In Commonwealth v. Harris, the Pennsylvania Supreme Court rejected a self-defense claim because Harris “denied that the shooting was intentional and, instead, said it was caused by mistake or accident as he backed up the stairs.” By doing so, Harris “denied that the act was done intentionally in defense of self. Under such circumstances, therefore, a defense of self-defense is not available to such a person because it is mutually exclusive of the defense of accident or mistake.” See Commonwealth v. Harris, 665 A.2d 1172, 1175 (Pa. 1995).
The following transcript excerpt of the prosecutor cross-examining Harris during trial is cringe-worthy and demonstrates just how badly you can shoot yourself in the foot with a mixed message:
Q: How did you know you were going to the district?
A: Because of the way the situation looks, because I know they had to get a report.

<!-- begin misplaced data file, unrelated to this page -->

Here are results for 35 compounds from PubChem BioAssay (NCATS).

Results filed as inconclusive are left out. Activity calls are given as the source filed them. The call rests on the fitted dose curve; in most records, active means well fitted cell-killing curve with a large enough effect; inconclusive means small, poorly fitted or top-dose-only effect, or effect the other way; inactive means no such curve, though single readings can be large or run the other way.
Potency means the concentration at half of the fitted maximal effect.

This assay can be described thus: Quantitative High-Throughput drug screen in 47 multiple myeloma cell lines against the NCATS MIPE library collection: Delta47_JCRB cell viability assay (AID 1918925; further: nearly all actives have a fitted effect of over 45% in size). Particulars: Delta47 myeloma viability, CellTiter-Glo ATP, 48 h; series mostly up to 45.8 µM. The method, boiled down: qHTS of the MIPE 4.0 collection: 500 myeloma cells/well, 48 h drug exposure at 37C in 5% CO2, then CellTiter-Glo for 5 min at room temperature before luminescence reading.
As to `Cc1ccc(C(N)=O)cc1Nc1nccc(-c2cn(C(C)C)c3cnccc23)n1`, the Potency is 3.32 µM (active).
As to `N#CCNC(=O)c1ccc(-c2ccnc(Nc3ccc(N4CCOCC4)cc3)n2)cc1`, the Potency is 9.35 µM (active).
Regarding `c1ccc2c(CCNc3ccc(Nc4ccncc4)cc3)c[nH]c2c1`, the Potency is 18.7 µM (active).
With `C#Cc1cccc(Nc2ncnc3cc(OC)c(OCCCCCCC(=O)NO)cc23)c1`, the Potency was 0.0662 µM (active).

Q: Because you knew you did something wrong; didn’t you, sir?
A: No. It was self-defense, but it was an accident of me backing up the steps.
Q: Was it an accident, sir, or was it self-defense, because they are not the same thing.
A: Well, accident; excuse me on that.
Q: So, if it was an accident you were not fearful for your life; is that right?
A: That is right.
Q: Your life was not in jeopardy if it was an accident.
Commonwealth v. Harris, 665 A.2d 1172, 1174 (Pa. 1995).
The lesson here is if you carry a gun for self-protection, any claim of self-protection is an intentional act, not an accident. You don’t get to present both and let the jury pick which one.* Frankly, if your only claim is it was an accident, a trial judge is unlikely to give the jury a self-defense instruction at all.
* Always an oddball state when it comes to the law, Pennsylvania appears to permit in a very limited circumstance to allow both a self-defense and a “mistake of fact” instruction. See Commonwealth v. Scott. I happen to think the dissenting opinion in Scott is correct and the majority conflates one aspect of a self-defense instruction (the “reasonable, but mistaken belief” language) with a separate “mistake of fact” instruction. Perhaps I’ll discuss Scott more fully in another post.